Wacky toilet spray company Poo-Pourri debuted its first promotional campaign videos called “Girls Don't Poop” that went viral – and have been viewed (collectively) over 350 million times.

The video starts with a young woman sitting on the toilet in the middle of a party, fancy restaurant, and office while introducing the product. Her posh British accent, confident tone, and delightful style turn an array of scatological phrases into humorous puns in delivering the message that leaves you giggling, to say the least. They offer an “unconditional stink-free guarantee” and boast a higher rating on Amazon than the iPhone 5.

This hilarious video ad enabled the company to broaden brand awareness, expand their reach, and increase sales by 90% in the same year the ad debuted. The company that started with just a $25,000 budget had $4 million worth of back orders within less than a week and is now worth $240 million.

Takeaway: This video demonstrates that the company knows its audience better than anyone else – the title “Girls Don't Poop” says it all. It defined its target audience and intentionally crafted a promotional video that they knew potential customers would love.

Another thing to learn from this video is the incredible creativity in using blatant humor and a complete lack of euphemisms for brand storytelling. Look how seamlessly Poo-Pourri has fun in turning an awkward topic into something entertaining and worth sharing.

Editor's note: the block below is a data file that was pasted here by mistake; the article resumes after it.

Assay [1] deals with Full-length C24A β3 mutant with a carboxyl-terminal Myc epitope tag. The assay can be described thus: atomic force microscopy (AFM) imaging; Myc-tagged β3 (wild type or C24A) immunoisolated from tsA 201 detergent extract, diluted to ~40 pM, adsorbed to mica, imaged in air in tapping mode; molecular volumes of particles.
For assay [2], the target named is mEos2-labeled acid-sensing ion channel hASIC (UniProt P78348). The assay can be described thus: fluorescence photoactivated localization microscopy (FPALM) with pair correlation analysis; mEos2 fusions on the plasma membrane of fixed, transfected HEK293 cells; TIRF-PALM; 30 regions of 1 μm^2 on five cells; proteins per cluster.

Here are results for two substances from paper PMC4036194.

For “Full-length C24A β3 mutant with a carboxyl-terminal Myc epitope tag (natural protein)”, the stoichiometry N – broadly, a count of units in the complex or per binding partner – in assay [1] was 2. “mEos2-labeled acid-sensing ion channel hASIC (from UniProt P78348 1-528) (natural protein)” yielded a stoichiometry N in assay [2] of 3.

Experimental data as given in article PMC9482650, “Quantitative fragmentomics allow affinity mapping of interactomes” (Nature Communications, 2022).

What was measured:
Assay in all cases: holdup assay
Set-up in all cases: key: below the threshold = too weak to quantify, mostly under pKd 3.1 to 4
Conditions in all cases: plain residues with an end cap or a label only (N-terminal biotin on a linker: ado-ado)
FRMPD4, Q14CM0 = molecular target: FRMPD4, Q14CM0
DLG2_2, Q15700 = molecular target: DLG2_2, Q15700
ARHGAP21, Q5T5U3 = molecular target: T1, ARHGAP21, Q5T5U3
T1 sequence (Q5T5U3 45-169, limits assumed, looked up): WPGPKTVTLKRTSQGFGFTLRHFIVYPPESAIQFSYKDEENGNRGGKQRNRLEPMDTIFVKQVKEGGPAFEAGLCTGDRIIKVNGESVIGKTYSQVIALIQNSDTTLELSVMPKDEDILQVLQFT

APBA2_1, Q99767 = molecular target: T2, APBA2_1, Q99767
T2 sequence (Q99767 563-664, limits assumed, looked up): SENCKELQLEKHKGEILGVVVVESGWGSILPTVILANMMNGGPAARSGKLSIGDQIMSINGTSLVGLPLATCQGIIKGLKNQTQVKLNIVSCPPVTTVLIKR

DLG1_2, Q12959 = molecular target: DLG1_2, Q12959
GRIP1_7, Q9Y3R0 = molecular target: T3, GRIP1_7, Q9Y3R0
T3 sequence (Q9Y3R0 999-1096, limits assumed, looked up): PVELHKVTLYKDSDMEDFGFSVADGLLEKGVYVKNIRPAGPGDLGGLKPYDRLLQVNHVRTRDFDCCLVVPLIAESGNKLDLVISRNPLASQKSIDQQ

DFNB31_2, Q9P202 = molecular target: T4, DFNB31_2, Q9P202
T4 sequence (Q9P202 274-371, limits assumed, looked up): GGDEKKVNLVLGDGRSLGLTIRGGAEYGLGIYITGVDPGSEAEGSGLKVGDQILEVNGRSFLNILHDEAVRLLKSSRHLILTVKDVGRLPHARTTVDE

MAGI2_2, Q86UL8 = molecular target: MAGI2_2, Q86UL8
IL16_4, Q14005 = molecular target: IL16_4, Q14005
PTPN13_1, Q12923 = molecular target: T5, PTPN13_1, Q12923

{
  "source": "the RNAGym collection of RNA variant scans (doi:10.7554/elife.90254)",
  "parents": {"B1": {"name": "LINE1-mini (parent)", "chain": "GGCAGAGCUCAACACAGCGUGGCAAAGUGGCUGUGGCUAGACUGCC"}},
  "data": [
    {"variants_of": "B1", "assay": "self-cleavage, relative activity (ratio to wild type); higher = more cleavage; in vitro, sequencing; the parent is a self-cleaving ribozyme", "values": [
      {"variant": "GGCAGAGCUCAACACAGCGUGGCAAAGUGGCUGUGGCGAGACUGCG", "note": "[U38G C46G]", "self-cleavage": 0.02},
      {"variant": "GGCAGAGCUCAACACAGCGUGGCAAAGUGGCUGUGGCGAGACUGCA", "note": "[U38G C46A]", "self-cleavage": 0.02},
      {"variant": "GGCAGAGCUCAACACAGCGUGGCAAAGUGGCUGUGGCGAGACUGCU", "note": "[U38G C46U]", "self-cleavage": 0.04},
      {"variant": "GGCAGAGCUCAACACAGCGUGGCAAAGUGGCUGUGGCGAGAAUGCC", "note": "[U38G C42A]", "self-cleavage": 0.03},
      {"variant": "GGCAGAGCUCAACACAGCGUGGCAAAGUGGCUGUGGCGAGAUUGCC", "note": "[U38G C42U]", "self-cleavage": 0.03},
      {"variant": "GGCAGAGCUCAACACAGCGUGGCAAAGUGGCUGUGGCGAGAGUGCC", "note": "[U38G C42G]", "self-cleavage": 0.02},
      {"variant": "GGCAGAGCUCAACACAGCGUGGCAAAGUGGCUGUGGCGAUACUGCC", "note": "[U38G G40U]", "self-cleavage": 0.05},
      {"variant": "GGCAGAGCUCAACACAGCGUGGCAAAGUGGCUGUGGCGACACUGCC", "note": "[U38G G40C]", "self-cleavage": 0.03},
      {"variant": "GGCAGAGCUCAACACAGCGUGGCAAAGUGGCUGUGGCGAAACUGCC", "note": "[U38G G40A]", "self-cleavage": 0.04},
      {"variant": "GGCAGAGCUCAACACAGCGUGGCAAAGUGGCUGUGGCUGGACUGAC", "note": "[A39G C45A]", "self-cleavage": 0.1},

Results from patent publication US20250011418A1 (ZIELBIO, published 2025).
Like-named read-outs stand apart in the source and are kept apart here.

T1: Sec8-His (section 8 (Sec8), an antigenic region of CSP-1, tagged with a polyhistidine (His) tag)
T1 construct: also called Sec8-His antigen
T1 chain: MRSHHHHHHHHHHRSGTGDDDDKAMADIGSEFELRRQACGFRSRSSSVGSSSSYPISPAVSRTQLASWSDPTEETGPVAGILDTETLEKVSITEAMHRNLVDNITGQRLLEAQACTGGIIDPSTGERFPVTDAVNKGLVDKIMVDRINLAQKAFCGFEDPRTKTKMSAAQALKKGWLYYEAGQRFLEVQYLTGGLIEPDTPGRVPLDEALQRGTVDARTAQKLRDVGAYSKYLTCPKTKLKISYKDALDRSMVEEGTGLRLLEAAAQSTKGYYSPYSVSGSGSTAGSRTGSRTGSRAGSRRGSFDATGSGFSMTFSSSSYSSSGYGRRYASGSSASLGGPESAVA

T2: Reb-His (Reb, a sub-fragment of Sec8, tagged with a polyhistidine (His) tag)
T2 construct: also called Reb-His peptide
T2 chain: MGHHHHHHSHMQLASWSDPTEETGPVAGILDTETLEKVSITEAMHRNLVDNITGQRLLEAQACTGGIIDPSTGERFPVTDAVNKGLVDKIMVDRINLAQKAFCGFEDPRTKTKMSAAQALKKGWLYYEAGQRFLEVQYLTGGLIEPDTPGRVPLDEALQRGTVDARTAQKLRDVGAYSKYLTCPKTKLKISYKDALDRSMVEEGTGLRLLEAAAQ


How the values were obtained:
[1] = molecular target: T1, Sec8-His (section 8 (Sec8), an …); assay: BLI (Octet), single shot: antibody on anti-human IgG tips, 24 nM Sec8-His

3) Dollar Shave Club: “Our Blade Are F****ing Great”

Most marketers agree that Dollar Shave Club's promotional video is the Godfather of all startup videos. When its “offhand” promotional video was first launched, it quickly became a sensation on the Internet.

This video takes audiences on an entertaining walk through the company's warehouse as the founder effortlessly pokes fun at the annoyances that every multifunction shaver faces. They created the video with a $4,500 budget and a single day to shoot, and sold the company to Unilever four years later for $1 billion.

With smart punchlines and a seemingly “amateur” production quality, this promotional video hit 5 million views views in just 90 days after it was posted on YouTube. Approximately 12,000 new customers signed up for the monthly subscription razor service within the first two days.

Dollar Shave Club (DSC) went from a startup with a one-person operation to over 600 employees. As of 2019, the company owns revenues of $250 million and has more than four million subscribers.

Takeaway: Your startup doesn't need a big budget to produce a top-notch promotional video. Learning from DSC, you only need to find a fun, resonant way to tell the story of what your product does and why your customers need it. As CMO Adam Weber says, “Approach production with agility. Don’t be afraid to improvise.”